As for the Marysville location, I had posted some info on that in your Pago Pago thread.

Pago Pago


Sorry, missed that little "plate & fork" comment, very observant! Just went by the date, being that the Zombie Hut started in '45 too.

THAT Pago Pago, with that great exterior mural! Man there is just too much to remember!

Picked up one of the black Zombie Hut matchcovers.

What's cool about his is they advertised a Tiki Room on the back of the cover.


DC love when you hit that paper show my friend!

On 2013-05-21 20:07, SandraDee wrote:
DC love when you hit that paper show my friend!

How did you know?? Grog tell you?


Found a menu in a magazine called "Dining Out" guide from the late 1970's-I have yet to actually see an actual Zombie Hut menu, but this will suffice for now.

Psycho Tiki D

Otto posted on Fri, Dec 14, 2018 10:22 AM

Found these two pics on Pearl Harbour's instagram page
Photos from 1981, "photo taken by Paul Simonon"



[ Edited by: Otto 2018-12-14 10:24 ]

Otto posted on Sat, Dec 22, 2018 8:40 PM

Looking at this I was wondering why Pago Pago, the capital of American Samoa, would be associated with cannibalism. So I looked it up on Wikipedia and got:
The village of Aua in American Samoa is well known for its ceremonial field or malae, named Malaeopaepaeulupoo ("Field of stacked skulls"). Between the late 13th century to early 14th century, the cannibal chief Tuifeai, also known as Tuisamoa, the son of Tuifiti, lived in Malaeloa, which is adjacent to the village and ancient capital of American Samoa. (Tuisamoa is the title Malietoa gave him after he was born, from the union of the Tuifiti with Malietoa's sister). The Tuifeai required sacrifices of humans as his meal everyday, this tradition is called aso, or "the king's day".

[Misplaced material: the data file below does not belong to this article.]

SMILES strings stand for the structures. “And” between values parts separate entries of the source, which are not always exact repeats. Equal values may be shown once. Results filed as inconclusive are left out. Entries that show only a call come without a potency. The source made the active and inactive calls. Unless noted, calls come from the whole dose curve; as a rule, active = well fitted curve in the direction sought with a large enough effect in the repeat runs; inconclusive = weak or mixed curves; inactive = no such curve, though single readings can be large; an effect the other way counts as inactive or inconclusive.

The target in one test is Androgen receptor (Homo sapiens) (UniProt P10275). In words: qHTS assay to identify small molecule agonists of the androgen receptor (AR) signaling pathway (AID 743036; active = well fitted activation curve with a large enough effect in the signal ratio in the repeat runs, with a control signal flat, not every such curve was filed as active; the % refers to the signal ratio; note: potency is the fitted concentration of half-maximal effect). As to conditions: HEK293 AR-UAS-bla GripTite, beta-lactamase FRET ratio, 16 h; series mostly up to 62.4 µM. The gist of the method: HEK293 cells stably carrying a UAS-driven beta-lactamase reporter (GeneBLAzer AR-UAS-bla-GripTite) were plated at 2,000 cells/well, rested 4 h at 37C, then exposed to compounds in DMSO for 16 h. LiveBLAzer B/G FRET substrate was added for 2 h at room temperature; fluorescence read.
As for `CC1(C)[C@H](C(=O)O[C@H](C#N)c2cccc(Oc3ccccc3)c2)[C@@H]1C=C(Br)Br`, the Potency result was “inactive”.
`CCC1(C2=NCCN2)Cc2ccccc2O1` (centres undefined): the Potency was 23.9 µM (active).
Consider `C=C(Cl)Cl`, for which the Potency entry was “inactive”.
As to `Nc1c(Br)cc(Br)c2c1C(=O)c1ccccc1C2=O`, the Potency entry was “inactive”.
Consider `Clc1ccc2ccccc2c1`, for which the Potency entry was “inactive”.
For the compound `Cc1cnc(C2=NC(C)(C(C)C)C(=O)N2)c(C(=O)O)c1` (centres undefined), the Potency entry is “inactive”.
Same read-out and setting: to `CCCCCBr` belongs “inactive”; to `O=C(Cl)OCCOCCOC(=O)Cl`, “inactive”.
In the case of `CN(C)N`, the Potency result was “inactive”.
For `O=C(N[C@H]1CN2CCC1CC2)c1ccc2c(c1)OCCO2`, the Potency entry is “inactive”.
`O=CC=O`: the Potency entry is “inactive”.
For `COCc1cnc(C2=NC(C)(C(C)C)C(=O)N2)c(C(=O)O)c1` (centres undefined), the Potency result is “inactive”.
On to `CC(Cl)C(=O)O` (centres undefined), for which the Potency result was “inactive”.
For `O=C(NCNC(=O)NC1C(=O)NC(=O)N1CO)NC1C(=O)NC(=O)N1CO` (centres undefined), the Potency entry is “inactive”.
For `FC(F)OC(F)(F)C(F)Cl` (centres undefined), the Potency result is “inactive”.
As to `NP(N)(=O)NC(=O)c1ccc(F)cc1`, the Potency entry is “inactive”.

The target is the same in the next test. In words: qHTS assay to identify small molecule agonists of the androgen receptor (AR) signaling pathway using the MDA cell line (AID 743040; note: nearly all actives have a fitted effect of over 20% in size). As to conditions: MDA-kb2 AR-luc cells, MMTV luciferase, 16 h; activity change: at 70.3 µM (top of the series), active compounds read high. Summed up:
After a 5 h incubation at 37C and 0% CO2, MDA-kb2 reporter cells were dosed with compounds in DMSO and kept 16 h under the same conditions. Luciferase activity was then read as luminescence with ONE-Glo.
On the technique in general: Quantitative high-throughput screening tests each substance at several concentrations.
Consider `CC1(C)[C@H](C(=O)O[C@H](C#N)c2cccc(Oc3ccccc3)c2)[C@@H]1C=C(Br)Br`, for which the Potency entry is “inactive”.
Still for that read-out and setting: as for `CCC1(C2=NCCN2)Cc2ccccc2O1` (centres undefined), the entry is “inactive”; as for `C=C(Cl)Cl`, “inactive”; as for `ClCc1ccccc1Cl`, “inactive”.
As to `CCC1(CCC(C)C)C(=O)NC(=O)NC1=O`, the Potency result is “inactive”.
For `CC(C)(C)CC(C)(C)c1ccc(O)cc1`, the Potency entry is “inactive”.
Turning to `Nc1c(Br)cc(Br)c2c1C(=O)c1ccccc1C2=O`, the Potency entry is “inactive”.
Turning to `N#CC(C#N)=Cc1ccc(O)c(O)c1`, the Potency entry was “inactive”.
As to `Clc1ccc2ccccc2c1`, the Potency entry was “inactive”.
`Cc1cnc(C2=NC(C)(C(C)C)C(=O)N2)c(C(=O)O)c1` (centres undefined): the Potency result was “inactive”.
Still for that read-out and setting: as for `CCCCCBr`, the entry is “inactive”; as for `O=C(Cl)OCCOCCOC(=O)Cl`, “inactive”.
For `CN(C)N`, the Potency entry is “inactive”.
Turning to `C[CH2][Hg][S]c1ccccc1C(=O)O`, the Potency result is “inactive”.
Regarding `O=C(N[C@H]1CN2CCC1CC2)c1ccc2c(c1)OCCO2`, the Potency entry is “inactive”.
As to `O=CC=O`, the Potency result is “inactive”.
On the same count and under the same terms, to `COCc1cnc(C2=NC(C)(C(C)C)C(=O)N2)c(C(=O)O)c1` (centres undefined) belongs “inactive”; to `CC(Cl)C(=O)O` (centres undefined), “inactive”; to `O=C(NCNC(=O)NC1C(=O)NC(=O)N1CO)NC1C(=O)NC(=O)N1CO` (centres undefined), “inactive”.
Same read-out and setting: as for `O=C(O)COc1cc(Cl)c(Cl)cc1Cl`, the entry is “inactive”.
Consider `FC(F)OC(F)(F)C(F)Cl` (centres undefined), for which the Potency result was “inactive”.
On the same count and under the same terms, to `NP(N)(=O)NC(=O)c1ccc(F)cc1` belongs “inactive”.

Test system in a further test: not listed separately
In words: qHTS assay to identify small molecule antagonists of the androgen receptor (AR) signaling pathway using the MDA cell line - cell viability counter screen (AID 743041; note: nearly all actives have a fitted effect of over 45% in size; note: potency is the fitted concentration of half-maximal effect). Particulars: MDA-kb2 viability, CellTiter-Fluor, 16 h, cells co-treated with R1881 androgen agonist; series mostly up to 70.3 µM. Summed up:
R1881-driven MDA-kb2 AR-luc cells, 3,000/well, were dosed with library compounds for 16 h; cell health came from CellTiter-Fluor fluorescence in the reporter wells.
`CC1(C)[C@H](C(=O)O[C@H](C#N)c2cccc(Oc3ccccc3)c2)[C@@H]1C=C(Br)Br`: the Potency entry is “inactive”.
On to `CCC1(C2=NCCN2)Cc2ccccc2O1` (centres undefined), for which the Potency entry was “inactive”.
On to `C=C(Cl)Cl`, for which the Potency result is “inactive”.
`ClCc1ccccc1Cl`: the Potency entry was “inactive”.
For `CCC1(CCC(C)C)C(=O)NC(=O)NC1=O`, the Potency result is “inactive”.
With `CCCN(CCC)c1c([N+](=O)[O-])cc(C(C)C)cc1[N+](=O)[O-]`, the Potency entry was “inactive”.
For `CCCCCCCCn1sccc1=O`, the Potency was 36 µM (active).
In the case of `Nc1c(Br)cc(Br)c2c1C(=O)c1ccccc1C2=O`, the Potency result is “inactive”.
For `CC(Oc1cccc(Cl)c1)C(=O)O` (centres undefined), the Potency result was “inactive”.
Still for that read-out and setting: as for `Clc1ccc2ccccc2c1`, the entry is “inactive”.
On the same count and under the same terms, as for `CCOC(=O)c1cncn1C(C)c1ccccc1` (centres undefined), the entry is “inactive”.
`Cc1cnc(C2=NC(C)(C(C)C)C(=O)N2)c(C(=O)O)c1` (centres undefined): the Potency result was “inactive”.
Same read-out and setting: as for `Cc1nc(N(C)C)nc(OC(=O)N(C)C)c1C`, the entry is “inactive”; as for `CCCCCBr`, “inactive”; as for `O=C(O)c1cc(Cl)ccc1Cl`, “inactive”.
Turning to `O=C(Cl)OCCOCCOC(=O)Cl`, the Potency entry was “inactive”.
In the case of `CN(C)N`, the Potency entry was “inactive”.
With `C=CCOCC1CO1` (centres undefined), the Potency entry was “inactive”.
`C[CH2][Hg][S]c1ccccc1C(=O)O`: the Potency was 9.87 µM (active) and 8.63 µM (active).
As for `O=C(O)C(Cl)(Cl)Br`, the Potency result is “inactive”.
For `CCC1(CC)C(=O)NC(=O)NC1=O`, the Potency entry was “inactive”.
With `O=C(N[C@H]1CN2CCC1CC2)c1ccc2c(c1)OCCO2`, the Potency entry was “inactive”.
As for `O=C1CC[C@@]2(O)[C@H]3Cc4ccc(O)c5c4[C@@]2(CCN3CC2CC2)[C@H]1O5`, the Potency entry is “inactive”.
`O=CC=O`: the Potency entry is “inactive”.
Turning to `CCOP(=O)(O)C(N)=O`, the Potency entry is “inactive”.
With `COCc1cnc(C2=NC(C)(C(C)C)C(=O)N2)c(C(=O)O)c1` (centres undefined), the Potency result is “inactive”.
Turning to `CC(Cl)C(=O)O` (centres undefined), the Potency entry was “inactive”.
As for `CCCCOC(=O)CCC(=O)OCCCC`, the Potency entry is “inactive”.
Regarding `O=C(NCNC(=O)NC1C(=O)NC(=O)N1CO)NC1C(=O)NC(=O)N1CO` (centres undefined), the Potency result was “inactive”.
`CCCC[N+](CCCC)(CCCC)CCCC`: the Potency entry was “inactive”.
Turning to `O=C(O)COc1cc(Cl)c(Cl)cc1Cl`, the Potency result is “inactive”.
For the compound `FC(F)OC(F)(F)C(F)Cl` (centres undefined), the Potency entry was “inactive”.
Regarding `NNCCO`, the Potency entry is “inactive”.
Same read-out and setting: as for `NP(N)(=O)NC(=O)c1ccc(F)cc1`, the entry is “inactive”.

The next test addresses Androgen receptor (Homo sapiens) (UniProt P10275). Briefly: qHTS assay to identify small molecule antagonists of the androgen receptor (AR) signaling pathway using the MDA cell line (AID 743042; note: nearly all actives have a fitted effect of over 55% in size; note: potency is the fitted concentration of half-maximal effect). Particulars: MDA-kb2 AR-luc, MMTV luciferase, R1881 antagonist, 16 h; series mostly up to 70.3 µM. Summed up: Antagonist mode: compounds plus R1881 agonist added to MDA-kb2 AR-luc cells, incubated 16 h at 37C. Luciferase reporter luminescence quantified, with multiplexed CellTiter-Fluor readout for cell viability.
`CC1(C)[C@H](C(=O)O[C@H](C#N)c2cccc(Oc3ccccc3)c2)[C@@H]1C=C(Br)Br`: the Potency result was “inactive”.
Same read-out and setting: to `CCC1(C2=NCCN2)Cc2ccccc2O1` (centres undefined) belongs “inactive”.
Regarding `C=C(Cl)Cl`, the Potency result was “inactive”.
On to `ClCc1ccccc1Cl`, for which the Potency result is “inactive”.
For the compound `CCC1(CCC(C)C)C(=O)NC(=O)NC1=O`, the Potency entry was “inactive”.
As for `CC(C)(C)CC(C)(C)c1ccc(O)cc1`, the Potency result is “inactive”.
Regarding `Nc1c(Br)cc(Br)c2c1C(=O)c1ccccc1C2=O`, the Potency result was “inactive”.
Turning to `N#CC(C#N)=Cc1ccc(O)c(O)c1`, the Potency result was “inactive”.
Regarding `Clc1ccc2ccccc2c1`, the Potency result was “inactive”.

It's interesting how the Tiki bar Zombie phenomenon would then incorporate the Tiki bar cannibalism curiosity which has a deep tradition in Tiki bars as the cannibal carving trio

Pretty amazing how the original drawing is so direct in its cannibalism. A native drummer also cooking humans (human skull) and that is the iconography for a restaurant. Like the icon for a Rib Joint being a happy Pig with a BBQ grill.

On 2012-12-03 21:29, Dustycajun wrote:
I have this souvenir mailer from the Pago Pago in Marysville circa 1945 that features a very similar image to the Zombie Hut drummer...

They decided to take away the plates and utensils from the image at the Zombie Hut for less of a "cannibal" concept!

Tiki Transmission Tradition!